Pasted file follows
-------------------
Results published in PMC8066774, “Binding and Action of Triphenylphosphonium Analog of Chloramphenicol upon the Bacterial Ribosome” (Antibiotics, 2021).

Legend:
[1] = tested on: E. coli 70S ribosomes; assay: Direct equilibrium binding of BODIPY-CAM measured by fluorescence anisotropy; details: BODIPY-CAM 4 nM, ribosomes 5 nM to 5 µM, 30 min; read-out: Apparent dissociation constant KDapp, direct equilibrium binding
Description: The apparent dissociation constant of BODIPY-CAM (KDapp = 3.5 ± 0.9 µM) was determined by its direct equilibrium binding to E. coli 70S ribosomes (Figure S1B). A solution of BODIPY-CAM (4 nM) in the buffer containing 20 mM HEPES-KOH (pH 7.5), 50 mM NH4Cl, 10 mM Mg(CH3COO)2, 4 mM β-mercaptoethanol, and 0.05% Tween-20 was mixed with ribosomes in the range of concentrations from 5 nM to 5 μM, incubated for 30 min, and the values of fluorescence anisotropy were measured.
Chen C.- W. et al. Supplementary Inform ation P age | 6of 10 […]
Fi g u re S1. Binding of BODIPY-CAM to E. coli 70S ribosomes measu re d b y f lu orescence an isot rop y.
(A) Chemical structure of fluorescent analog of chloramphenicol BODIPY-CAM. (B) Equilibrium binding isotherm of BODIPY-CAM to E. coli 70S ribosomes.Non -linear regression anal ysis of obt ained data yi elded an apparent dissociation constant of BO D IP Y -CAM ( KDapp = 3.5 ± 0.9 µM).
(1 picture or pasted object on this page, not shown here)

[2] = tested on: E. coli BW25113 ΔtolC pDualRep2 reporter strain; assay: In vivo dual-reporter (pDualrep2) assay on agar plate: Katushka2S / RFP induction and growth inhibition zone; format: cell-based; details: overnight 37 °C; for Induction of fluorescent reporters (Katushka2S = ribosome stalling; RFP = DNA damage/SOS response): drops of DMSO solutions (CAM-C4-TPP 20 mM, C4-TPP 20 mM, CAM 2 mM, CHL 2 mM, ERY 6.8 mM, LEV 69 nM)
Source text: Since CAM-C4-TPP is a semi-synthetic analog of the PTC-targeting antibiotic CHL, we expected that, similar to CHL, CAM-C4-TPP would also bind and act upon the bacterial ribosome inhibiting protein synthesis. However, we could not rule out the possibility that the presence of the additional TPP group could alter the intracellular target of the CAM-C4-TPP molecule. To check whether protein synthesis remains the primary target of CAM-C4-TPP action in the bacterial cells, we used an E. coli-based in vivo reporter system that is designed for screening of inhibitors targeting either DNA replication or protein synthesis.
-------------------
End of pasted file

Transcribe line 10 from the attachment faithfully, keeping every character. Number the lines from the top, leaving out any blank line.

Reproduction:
Source text: Since CAM-C4-TPP is a semi-synthetic analog of the PTC-targeting antibiotic CHL, we expected that, similar to CHL, CAM-C4-TPP would also bind and act upon the bacterial ribosome inhibiting protein synthesis. However, we could not rule out the possibility that the presence of the additional TPP group could alter the intracellular target of the CAM-C4-TPP molecule. To check whether protein synthesis remains the primary target of CAM-C4-TPP action in the bacterial cells, we used an E. coli-based in vivo reporter system that is designed for screening of inhibitors targeting either DNA replication or protein synthesis.